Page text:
Search:
 

Mountain Lumber Company Blog

antique oak flooring with a rich patina from stout beer from the original Guinness brewery
Sep 01 2017

Gifts of Grain — Antique Oak Flooring from Guinness

More than 100 years ago, skilled coopers honed staves of wood and fortified the knots with hand-carved wedges, tapping them in by hand one at a time. Perfect curves of heavily grained brown oak – chosen for its strength – came together to form a massive brewing vat capable of holding some 722 pints of stout.

Mountain Lumber rescued this unique wood from these giant brewing vats and have since transformed them into flooring.

reclaimed antique oak flooring from the guinness brewery's brewing vats

Founded in Dublin and first brewed by Arthur Guinness in 1759, Guinness Stout has become one of the most recognized and staple beers in the world. The St. James Gate brewery still exists today, where their founder leased a disused brewery for 9,000 years at £45 per year some 200 years ago.

In time, brewing technology changed. Guinness’s St. James’s Gate brewery replaced the great wooden vats with metal ones. Some of the wooden vats were dismantled and stored while others were marked for demolition. Willie Drake, Mountain Lumber’s founder, traveled to Dublin to hand select many of the long, curved planks from those wooden vats.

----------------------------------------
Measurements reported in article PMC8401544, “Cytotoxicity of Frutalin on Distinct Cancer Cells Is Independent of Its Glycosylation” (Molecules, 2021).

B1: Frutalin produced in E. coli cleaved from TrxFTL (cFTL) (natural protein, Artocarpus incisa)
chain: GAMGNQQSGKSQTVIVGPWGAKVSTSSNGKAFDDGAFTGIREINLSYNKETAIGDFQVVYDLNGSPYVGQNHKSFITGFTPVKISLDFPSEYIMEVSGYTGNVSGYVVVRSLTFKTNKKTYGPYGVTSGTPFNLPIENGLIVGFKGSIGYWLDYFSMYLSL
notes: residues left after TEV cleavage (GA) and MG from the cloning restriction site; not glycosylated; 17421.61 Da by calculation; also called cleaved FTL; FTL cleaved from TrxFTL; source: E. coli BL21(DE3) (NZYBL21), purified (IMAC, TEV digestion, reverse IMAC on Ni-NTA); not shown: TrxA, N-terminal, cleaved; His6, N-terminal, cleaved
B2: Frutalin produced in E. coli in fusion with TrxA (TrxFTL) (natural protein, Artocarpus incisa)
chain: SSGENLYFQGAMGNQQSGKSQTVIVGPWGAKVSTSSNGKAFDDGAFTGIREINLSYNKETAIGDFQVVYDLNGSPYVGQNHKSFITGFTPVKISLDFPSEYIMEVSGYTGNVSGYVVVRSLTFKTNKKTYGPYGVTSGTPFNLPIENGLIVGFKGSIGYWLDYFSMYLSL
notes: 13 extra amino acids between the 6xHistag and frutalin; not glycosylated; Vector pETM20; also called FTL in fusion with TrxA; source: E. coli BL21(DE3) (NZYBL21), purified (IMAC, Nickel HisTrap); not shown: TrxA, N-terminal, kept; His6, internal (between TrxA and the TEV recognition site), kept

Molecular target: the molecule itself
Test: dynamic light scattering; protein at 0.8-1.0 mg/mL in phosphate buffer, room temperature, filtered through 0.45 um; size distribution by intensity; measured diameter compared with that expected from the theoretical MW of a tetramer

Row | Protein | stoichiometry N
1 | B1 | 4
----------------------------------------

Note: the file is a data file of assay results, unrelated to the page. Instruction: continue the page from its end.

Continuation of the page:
From there, Mountain Lumber’s craftsmen were careful to save many details that show the wood’s history. They skillfully sanded the planks, preserving the wedges in the knots and retaining accents left by iron bands that once wrapped the massive vats. The warm-colored oak flooring ranges in hues from golden brown to dark brown, which is the result of countless pints of the famed dark ale producing a rich patina, indicative of years of brewing the world’s first stout.

0 Comments
Share Post

Museum Flooring – Go Down In History

Museum Flooring at Monticello

There’s a lot to see at a museum – artifacts from various military campaigns, a mastodon brought back to life with prosthetics, or a day in the life of our Colonial ancestors. When we visit museums, rarely do we look down when there’s so much awe at eye level and above.

Mountain Lumber has worked with a number of museums across the country, balancing esthetic and durability to these well-visited visual gems. Museums pose a particular challenge for floors. All elements of the design must complement the overall artistic, cultural and historic value of the museum while holding up to thousands of visitors every year.

Our custom floors do just that – add beauty and stand up to heavy traffic. We floored the visitor centers at Thomas Jefferson’s Monticello in Virginia, the South Street Seaport Museum in New York, the Portland Museum of Art in Maine and the Mashantucket Pequot Museum in Connecticut among others.

The art and history aren’t the only stories in these buildings; their floors have a story too.

0 Comments
Share Post

New Life to Old Lumber